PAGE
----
The Music at Kohl Mansion series is extending its reach and going international. The Morgenstern Piano Trio came from Germany to grace the stately home in Burlingame with its quiet dignity last Sunday.

The center of the program was Maurice Ravel’s Piano Trio of 1914. Despite the extreme immediacy of the performing space in Kohl’s Great Hall, the performers conveyed a distant and mysterious air to this music. Controlled and precise playing by violinist Stefan Hempel and cellist Emanuel Wehse and smooth, evenly-spread articulation from pianist Catherine Klipfel emphasized the harmonic richness of the music. It was loud enough at times, especially at the ending facing the outbreak of World War I, but this was a rendition dominated by quiet.

It also included an unprecedented special feature. Each season in recent years, Kohl has featured a guest visual artist whose work, matched with the musical programs, is displayed in the corridors outside the hall. This season’s artist is Peggy Gyulai, a painter with an impressionistic palette, a good companion for Ravel’s impressionist music.

So Gyulai, who had prepped for the experience, embarked on a painting while stationed next to the stage during the performance of the Ravel as the audience watched. This was less distracting and more uplifting than the videos sometimes shown at symphony concerts. The nearly half hour of music didn’t allow Gyulai to get very far in the task, but she dabbed oils on her canvas with vigor or contemplation matching the energy of the music. After the performance, the musicians peered around the side of the piano out of curiosity to see what Gyulai had done. She might continue this painting during subsequent concerts.

A Trio on Irish Folk Tunes made a good accompaniment to the Ravel. This was written by Frank Martin, a 20th century Swiss composer known for mastery of his craft. The work is not the popular medley the title might lead one to expect. Martin’s goal is to develop these themes in his typical style, which is more a mutation and elaboration rather than the chopping up and regrouping of traditional Germanic developments. Even in the closing Gigue, the only movement that begins in a popular-music style — with the melody in the violin as the piano holds a bagpipe-like drone and the cello plucks bass notes like the thumping of a bodhran — the mutation takes over. It’s a delightful piece, but the craft, not the melodies, is what makes it notable.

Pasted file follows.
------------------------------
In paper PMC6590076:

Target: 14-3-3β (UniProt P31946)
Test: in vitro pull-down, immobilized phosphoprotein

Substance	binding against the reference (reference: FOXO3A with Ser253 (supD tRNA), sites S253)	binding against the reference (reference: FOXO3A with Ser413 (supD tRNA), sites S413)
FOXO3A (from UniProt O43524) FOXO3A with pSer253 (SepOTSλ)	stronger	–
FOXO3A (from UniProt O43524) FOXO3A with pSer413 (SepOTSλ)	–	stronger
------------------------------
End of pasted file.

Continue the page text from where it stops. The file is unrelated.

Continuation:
The closing piece on the program was Franz Schubert’s vast and expansive Trio in B-flat Major, Op. 99. Here the musicianship was even finer. Violin and cello playing together emitted a distinctive gleaming tone that gave this work great character. Although it’s a more extroverted work than the Ravel, hushed playing was still the most arresting and distinctive part. Klipfel’s piano produced an even-toned sparkling cascade of notes of a kind perfectly suited for conveying Schubert’s piano writing, but rarely heard in performances outside of the Trout Quintet.

The Andante slow movement of this trio was one of those rare magical moments that seem to suspend time and lift the listener’s spirit out of the body. It could have gone on twice as long as it did and still could have been longer. The only drawback to this perfection is that the succeeding scherzo and finale felt anticlimactic, if only by comparison, a problem that occasionally shows up in performances of other Schubert masterpieces (Schubert’s realization of this dilemma is possibly why the Unfinished Symphony remained unfinished).

The next concert at Kohl Mansion is a gala holiday recital, with pianist Joyce Yang performing an assortment of Romantic and early modern pieces by Grieg, Debussy and others, on Sunday, Dec. 17. That will be succeeded by a regular series concert by the Parker String Quartet, playing Mendelssohn, Stravinsky and Sibelius on Sunday, Jan. 21.

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